RDF and graph databases are steadily increasing their adoption and are no longer choices of niche-only communities. For almost 20 years, a constraint language for RDF was a big missing piece in the technology stack and a prohibiting factor for further adoption.

Even though most RDF-based systems were performing data validation and quality assessment, there was no standardized way to define constraints. People were using ad-hoc solutions or schemas and languages that were not meant for validation.

Thankfully, since 2017 there are 2 additions to the RDF technology stack: SHACL & ShEx. Both provide a high level RDF constraint language that people can use to define data constraints (a.k.a. Shapes), each with different strengths.

This talk will provide an outline of different types of RDF data quality issues and existing approaches to quality assessment. The goal is to give an overview of the existing RDF validation landscape and hopefully, inspire people on how to improve their RDF publishing workflows.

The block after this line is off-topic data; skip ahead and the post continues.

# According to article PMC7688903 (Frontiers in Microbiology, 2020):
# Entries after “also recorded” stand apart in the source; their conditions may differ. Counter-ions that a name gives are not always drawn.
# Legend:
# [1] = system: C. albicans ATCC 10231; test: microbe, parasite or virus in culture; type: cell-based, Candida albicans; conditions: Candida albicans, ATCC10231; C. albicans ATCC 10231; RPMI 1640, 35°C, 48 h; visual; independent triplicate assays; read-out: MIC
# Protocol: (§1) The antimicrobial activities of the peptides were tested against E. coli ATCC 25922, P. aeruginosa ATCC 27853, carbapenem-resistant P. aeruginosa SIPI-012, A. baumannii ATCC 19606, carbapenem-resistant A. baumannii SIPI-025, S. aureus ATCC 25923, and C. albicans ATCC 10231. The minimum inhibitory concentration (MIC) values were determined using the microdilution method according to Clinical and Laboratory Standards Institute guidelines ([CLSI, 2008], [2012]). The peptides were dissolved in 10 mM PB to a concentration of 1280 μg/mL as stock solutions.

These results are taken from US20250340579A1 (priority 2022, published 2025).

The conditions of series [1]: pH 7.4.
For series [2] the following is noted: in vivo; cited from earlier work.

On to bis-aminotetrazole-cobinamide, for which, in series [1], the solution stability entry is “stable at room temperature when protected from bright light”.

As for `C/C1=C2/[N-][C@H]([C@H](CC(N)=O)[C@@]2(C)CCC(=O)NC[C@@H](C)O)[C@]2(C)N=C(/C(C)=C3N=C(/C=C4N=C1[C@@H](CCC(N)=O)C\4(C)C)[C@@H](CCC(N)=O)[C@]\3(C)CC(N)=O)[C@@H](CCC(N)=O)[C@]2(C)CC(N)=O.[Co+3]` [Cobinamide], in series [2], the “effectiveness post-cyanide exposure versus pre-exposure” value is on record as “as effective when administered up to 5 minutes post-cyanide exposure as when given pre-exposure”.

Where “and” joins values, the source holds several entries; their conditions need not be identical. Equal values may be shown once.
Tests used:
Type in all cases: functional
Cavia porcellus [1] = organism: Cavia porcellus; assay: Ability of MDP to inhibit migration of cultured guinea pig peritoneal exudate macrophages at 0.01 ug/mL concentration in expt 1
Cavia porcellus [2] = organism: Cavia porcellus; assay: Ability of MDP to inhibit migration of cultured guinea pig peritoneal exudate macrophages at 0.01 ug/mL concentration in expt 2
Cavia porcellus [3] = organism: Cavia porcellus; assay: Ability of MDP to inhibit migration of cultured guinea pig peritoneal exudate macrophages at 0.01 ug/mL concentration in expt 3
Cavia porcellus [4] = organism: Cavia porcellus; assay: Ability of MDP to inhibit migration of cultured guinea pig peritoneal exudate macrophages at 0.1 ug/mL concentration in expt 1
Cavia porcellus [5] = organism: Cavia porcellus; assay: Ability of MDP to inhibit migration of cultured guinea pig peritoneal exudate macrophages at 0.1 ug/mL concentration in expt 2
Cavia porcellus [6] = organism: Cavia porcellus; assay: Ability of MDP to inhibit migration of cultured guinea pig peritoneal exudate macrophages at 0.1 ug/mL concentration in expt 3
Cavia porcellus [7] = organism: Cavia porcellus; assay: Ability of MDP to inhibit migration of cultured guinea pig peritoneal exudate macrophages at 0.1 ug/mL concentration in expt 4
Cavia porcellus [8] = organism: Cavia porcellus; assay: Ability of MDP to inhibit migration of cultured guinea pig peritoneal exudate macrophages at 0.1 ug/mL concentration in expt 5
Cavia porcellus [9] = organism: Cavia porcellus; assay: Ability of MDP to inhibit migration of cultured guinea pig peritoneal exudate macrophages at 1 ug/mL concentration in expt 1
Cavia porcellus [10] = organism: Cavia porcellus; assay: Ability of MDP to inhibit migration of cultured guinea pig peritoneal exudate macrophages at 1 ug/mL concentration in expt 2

Dimitris Kontokostas
Senior Data & Knowledge Engineer, GeoPhy

Dimitris Kontokostas is a senior data & knowledge engineer at GeoPhy where he designs and implements solutions on data quality & large-scale knowledge graphs. Dimitris has a PhD (Dr.-Ing.) from Leipzig University (AKSW/KILT Group) on “Large-scale knowledge extraction, publishing and quality assessment” where he graduated with magna cum laude. He served as the head of technical developments of DBpedia for three years, is the creator of RDFUnit, a unit testing framework for RDF with high industry uptake, heavily involved with data quality standardization activities (i.e. SHACL, ShEx) and a co-author of the “Validating RDF data” book.

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